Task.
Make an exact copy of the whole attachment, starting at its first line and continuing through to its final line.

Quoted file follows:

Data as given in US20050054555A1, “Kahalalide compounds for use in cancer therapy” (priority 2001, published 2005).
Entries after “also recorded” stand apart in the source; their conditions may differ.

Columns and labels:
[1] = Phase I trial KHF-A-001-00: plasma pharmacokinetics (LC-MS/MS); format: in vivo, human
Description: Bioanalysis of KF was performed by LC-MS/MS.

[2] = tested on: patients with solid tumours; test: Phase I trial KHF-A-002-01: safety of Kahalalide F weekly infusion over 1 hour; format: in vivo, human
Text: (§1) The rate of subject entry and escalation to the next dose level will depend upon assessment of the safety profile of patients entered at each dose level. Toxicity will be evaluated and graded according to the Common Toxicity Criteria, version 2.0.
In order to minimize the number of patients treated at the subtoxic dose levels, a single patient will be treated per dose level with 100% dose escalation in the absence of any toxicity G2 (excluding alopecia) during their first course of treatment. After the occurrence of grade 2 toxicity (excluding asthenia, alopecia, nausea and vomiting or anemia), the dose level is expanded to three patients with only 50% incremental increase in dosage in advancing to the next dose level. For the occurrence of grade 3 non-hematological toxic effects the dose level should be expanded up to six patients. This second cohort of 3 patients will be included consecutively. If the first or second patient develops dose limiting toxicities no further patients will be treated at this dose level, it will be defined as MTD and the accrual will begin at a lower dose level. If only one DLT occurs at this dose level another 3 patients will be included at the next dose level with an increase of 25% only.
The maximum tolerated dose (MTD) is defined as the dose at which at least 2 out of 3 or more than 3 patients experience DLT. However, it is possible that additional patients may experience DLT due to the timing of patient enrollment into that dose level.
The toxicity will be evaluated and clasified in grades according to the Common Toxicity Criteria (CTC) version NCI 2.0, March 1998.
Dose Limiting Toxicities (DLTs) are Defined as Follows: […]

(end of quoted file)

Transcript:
Data as given in US20050054555A1, “Kahalalide compounds for use in cancer therapy” (priority 2001, published 2005).
Entries after “also recorded” stand apart in the source; their conditions may differ.

Columns and labels:
[1] = Phase I trial KHF-A-001-00: plasma pharmacokinetics (LC-MS/MS); format: in vivo, human
Description: Bioanalysis of KF was performed by LC-MS/MS.

[2] = tested on: patients with solid tumours; test: Phase I trial KHF-A-002-01: safety of Kahalalide F weekly infusion over 1 hour; format: in vivo, human
Text: (§1) The rate of subject entry and escalation to the next dose level will depend upon assessment of the safety profile of patients entered at each dose level. Toxicity will be evaluated and graded according to the Common Toxicity Criteria, version 2.0.
In order to minimize the number of patients treated at the subtoxic dose levels, a single patient will be treated per dose level with 100% dose escalation in the absence of any toxicity G2 (excluding alopecia) during their first course of treatment. After the occurrence of grade 2 toxicity (excluding asthenia, alopecia, nausea and vomiting or anemia), the dose level is expanded to three patients with only 50% incremental increase in dosage in advancing to the next dose level. For the occurrence of grade 3 non-hematological toxic effects the dose level should be expanded up to six patients. This second cohort of 3 patients will be included consecutively. If the first or second patient develops dose limiting toxicities no further patients will be treated at this dose level, it will be defined as MTD and the accrual will begin at a lower dose level. If only one DLT occurs at this dose level another 3 patients will be included at the next dose level with an increase of 25% only.
The maximum tolerated dose (MTD) is defined as the dose at which at least 2 out of 3 or more than 3 patients experience DLT. However, it is possible that additional patients may experience DLT due to the timing of patient enrollment into that dose level.
The toxicity will be evaluated and clasified in grades according to the Common Toxicity Criteria (CTC) version NCI 2.0, March 1998.
Dose Limiting Toxicities (DLTs) are Defined as Follows: […]